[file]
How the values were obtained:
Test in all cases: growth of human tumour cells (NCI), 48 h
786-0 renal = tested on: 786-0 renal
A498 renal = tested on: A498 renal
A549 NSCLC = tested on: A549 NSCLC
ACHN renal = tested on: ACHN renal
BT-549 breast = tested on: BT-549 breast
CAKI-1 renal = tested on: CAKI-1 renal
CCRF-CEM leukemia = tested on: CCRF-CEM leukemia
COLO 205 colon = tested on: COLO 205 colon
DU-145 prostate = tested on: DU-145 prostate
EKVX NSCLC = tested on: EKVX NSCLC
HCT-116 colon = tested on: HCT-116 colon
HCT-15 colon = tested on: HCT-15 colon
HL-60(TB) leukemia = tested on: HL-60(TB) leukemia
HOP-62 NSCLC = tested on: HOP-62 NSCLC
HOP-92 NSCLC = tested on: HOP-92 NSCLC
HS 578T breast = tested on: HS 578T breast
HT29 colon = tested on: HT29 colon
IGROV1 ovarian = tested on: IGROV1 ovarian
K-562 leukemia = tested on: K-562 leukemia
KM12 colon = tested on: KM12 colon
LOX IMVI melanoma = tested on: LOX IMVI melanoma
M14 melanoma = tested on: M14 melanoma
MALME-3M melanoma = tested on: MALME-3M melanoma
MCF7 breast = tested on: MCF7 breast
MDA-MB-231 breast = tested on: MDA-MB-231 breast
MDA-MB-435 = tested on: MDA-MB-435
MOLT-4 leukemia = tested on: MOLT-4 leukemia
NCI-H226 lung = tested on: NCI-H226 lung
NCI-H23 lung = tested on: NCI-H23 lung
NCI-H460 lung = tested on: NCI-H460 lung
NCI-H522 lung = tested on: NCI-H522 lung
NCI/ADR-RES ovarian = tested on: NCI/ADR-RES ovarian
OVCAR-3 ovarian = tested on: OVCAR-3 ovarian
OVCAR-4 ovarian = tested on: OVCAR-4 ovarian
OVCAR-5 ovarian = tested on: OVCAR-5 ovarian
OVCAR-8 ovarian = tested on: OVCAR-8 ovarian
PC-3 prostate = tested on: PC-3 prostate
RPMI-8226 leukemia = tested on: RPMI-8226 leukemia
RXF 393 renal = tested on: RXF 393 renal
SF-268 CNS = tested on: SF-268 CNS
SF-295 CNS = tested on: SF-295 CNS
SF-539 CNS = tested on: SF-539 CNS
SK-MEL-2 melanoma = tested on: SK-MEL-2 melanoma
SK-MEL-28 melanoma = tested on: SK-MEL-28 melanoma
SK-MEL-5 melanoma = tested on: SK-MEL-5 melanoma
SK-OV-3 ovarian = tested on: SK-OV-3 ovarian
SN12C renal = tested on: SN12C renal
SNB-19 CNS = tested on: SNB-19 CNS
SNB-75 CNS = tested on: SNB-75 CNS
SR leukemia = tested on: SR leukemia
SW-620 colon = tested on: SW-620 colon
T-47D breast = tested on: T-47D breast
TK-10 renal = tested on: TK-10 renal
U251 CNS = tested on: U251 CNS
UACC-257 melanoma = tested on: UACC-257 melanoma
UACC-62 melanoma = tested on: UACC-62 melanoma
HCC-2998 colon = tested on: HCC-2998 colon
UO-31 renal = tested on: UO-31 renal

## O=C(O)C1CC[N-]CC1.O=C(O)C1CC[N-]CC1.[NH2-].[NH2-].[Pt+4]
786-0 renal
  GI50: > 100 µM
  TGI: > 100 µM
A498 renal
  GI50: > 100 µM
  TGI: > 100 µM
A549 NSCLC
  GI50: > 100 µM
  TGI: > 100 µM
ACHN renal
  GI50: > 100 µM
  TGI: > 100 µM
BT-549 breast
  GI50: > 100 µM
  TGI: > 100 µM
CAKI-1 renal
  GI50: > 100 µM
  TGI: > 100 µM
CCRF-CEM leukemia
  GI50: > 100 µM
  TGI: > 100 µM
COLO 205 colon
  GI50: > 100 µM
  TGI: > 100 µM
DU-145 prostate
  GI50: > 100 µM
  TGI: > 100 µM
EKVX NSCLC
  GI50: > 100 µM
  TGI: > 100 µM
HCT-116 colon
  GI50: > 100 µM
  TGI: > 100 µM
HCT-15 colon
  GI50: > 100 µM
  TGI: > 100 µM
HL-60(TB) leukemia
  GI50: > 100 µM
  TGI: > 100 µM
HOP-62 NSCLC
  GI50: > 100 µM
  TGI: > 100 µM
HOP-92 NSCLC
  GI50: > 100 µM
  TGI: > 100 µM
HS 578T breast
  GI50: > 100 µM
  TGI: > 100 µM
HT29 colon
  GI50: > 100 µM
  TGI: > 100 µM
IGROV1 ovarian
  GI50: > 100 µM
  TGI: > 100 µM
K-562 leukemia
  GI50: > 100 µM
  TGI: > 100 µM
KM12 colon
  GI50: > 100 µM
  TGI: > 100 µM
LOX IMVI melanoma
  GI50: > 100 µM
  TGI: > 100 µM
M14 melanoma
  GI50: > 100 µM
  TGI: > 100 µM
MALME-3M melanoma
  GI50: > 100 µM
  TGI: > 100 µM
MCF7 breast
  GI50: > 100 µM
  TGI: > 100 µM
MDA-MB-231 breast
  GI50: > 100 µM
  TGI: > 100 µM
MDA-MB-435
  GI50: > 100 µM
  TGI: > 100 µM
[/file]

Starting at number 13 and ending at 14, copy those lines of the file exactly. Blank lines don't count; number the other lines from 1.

HCT-116 colon = tested on: HCT-116 colon
HCT-15 colon = tested on: HCT-15 colon